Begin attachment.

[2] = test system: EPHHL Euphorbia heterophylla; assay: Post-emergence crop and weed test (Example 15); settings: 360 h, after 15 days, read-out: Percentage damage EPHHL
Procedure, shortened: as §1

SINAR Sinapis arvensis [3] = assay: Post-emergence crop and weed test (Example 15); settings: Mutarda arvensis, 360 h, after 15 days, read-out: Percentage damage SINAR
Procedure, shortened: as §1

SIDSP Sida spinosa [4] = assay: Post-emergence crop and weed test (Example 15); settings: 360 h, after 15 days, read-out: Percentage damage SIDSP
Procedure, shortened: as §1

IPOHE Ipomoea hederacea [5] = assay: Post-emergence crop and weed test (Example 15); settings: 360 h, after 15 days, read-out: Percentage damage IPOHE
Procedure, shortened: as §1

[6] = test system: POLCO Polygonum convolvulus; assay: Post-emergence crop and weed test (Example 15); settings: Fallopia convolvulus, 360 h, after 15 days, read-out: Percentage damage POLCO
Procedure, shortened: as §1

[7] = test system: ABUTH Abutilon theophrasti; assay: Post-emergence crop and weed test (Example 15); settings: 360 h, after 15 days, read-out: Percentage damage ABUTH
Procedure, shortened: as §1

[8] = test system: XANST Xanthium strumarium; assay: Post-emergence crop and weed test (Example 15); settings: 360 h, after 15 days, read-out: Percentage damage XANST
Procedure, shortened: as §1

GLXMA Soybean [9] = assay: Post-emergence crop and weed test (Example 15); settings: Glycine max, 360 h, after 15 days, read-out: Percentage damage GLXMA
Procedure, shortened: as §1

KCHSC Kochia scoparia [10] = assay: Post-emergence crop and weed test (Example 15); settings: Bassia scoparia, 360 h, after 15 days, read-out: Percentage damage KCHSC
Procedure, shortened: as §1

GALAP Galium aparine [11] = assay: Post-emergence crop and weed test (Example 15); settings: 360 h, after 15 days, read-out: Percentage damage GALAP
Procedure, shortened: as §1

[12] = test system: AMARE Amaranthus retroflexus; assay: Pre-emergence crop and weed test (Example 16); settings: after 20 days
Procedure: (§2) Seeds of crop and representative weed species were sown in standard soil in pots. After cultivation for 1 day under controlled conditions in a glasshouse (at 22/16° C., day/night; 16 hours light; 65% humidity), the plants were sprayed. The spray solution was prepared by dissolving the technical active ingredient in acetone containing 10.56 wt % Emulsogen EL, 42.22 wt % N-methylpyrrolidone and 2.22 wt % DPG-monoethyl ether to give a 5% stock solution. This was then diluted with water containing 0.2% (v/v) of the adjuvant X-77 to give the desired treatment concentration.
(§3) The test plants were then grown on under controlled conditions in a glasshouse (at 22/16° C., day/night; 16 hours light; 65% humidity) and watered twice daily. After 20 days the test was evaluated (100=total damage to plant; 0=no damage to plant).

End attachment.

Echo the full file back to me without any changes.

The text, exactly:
[2] = test system: EPHHL Euphorbia heterophylla; assay: Post-emergence crop and weed test (Example 15); settings: 360 h, after 15 days, read-out: Percentage damage EPHHL
Procedure, shortened: as §1

SINAR Sinapis arvensis [3] = assay: Post-emergence crop and weed test (Example 15); settings: Mutarda arvensis, 360 h, after 15 days, read-out: Percentage damage SINAR
Procedure, shortened: as §1

SIDSP Sida spinosa [4] = assay: Post-emergence crop and weed test (Example 15); settings: 360 h, after 15 days, read-out: Percentage damage SIDSP
Procedure, shortened: as §1

IPOHE Ipomoea hederacea [5] = assay: Post-emergence crop and weed test (Example 15); settings: 360 h, after 15 days, read-out: Percentage damage IPOHE
Procedure, shortened: as §1

[6] = test system: POLCO Polygonum convolvulus; assay: Post-emergence crop and weed test (Example 15); settings: Fallopia convolvulus, 360 h, after 15 days, read-out: Percentage damage POLCO
Procedure, shortened: as §1

[7] = test system: ABUTH Abutilon theophrasti; assay: Post-emergence crop and weed test (Example 15); settings: 360 h, after 15 days, read-out: Percentage damage ABUTH
Procedure, shortened: as §1

[8] = test system: XANST Xanthium strumarium; assay: Post-emergence crop and weed test (Example 15); settings: 360 h, after 15 days, read-out: Percentage damage XANST
Procedure, shortened: as §1

GLXMA Soybean [9] = assay: Post-emergence crop and weed test (Example 15); settings: Glycine max, 360 h, after 15 days, read-out: Percentage damage GLXMA
Procedure, shortened: as §1

KCHSC Kochia scoparia [10] = assay: Post-emergence crop and weed test (Example 15); settings: Bassia scoparia, 360 h, after 15 days, read-out: Percentage damage KCHSC
Procedure, shortened: as §1

GALAP Galium aparine [11] = assay: Post-emergence crop and weed test (Example 15); settings: 360 h, after 15 days, read-out: Percentage damage GALAP
Procedure, shortened: as §1

[12] = test system: AMARE Amaranthus retroflexus; assay: Pre-emergence crop and weed test (Example 16); settings: after 20 days
Procedure: (§2) Seeds of crop and representative weed species were sown in standard soil in pots. After cultivation for 1 day under controlled conditions in a glasshouse (at 22/16° C., day/night; 16 hours light; 65% humidity), the plants were sprayed. The spray solution was prepared by dissolving the technical active ingredient in acetone containing 10.56 wt % Emulsogen EL, 42.22 wt % N-methylpyrrolidone and 2.22 wt % DPG-monoethyl ether to give a 5% stock solution. This was then diluted with water containing 0.2% (v/v) of the adjuvant X-77 to give the desired treatment concentration.
(§3) The test plants were then grown on under controlled conditions in a glasshouse (at 22/16° C., day/night; 16 hours light; 65% humidity) and watered twice daily. After 20 days the test was evaluated (100=total damage to plant; 0=no damage to plant).